Stem cell science is moving forward rapidly, with potential therapies to treat intractable human diseases on the horizon. Clinical trials are now underway to test the safety and effectiveness of stem cell–based treatments for blindness, spinal cord injury, heart disease, Parkinson’s disease, and more, some with early positive results. A sense of urgency drives the scientific community, and there is tremendous hope to finally cure diseases that, to date, have had no treatment.
But don’t believe everything you hear about stem cells.
Advertisements and pseudo news articles promote stem cell treatments for everything from Alzheimer’s disease, autism and ALS, to cerebral palsy and other diseases. The claims simply aren’t true--they’re propagated by people wanting to make money off of a desperate and unsuspecting or unknowing public. Patients and their families can be misled by deceptive marketing from unqualified physicians who often don’t have appropriate medical credentials and offer no scientific evidence of their claims. In many cases, the cells being utilized are not even true stem cells.
What to Believe?
Advertisements for stem cell treatments are showing up everywhere, with too-good-to-be-true claims and often a testimonial or two meant to suggest legitimacy or efficacy. Beware of the following:
• Claims that stem cell treatments can treat a wide range of diseases using a singular stem cell type. This is unlikely to be true.
• Claims that stem cells taken from one area of the body can be used to treat another, unrelated area of the body. This is also unlikely to be true.
• Patient testimonials used to validate a particular treatment, with no scientific evidence. This is a red flag.
• Claims that evidence doesn’t yet exist because the clinic is running a patient-funded trial. This is a red flag; clinical trials rarely require payment for experimental treatment.
• Claims that the trial is listed on ClinicalTrials.gov and is therefore NIH-approved. This may not be true. The Web site is simply a listing; not all are legitimate trials.
• The bottom line: Does the treatment sound too good to be true? If so, it probably is. Look for concrete evidence that the treatment works and is safe.
Hundreds of clinics offer costly, unapproved and unproven stem cell interventions, and patients may suffer physical and financial harm as a result.
A Multi-Pronged Approach to Deal with Bad Actors
The International Society for Stem Cell Research (ISSCR) has long been concerned that bad actors have co-opted the hope and promise of stem cell science to prey on unsuspecting patients and their families.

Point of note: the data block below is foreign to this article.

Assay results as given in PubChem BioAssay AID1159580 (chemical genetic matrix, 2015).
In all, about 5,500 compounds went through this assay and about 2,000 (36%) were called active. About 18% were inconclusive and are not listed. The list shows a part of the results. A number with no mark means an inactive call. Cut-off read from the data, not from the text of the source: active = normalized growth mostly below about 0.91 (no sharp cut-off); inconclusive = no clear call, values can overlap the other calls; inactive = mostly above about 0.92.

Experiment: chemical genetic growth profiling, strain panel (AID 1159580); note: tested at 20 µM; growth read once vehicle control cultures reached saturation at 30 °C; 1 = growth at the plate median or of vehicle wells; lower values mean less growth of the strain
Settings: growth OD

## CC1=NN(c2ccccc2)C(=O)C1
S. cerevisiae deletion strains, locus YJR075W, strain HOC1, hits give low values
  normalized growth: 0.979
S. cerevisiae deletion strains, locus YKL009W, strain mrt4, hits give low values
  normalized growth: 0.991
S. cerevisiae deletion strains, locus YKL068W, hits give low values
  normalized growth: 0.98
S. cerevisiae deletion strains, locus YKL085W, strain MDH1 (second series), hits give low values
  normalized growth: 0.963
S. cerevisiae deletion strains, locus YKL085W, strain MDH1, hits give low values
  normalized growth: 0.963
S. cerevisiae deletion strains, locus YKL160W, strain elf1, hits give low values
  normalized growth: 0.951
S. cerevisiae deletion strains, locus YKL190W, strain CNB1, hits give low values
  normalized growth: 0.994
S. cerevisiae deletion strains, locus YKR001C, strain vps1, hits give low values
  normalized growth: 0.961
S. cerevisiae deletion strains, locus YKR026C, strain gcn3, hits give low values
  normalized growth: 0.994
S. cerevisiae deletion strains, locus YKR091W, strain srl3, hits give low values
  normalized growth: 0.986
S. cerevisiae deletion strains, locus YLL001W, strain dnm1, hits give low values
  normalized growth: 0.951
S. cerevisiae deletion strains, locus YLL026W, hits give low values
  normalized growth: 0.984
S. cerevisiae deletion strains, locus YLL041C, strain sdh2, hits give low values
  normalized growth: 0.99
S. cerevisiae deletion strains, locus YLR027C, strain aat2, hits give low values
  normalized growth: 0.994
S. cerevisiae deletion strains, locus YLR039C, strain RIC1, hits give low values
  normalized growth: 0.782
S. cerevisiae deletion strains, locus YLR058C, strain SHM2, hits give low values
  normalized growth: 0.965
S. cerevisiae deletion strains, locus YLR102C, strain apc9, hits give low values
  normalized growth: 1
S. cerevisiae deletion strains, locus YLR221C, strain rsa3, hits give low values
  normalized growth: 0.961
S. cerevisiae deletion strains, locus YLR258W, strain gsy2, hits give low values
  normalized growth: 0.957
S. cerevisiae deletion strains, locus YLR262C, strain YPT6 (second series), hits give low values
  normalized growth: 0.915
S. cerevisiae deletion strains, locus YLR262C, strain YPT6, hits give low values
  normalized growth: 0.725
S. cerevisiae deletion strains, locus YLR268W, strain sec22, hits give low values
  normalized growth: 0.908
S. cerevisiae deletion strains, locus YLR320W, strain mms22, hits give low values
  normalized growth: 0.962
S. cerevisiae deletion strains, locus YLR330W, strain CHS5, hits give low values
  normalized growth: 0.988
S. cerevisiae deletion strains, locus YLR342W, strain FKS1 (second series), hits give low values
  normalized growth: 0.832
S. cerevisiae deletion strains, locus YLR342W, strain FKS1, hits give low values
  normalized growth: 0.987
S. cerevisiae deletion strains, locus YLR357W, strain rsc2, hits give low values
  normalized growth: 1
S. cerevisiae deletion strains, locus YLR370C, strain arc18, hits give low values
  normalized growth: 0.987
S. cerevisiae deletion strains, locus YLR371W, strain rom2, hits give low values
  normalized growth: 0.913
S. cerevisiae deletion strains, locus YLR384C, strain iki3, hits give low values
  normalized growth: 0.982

We read with sadness and disappointment the many stories of people trying unproven therapies and being harmed, including going blind from injections into the eyes or suffering from a spinal tumor after an injection of stem cells. Patients left financially strapped, with no physical improvement in their condition and no way to reclaim their losses, are an underreported and underappreciated aspect of these treatments.
Since late 2017, the Food and Drug Administration has stepped up its regulatory enforcement of stem cell therapies and provided a framework for regenerative medicine products that provides guidelines for work in this space. The agency has alerted many clinics and centers that they are not in compliance and has pledged to bring additional enforcement action if needed.
A Multi-Pronged Approach to Deal with Bad Actors
In recent weeks, a federal judge granted the FDA a permanent injunction against U.S. Stem Cell, Inc. and U.S. Stem Cell Clinic, LLC for adulterating and misbranding its cellular products and operating outside of regulatory authority. We hope this will send a strong message to other clinics misleading patients with unapproved and potentially harmful cell-based products.
The Federal Trade Commission has also helped by identifying and curtailing unsubstantiated medical claims in advertising by several clinics. Late in 2018 the FTC won a $3.3-million judgment against two California-based clinics for deceptive health claims. And just this week, Google announced a new policy that bans advertisements from unproven stem cell clinics and other speculative medical interventions. This policy is much-needed and will hopefully stem the marketing of unproven products, which are a threat to public health.
These and other actions are needed to stem the tide of clinics offering unproved therapies and the people who manage and operate them.
Improving Public Awareness
We’re hopeful that the FDA will help improve public awareness of these issues and curb the abuses on ClinicalTrials.gov, a government-run Web site being misused by rogue clinics looking to legitimize their treatments. They list pay-to-participate clinical trials on the site, often without developing, registering or administering a real clinical trial.
The ISSCR Web site A Closer Look at Stem Cells includes patient-focused information about stem cells, with information written and vetted by stem cell scientists. The site includes how and where to report adverse events and false marketing claims by stem cell clinics. I encourage you to visit and learn about what is known and unknown about stem cells and their potential for biomedicine.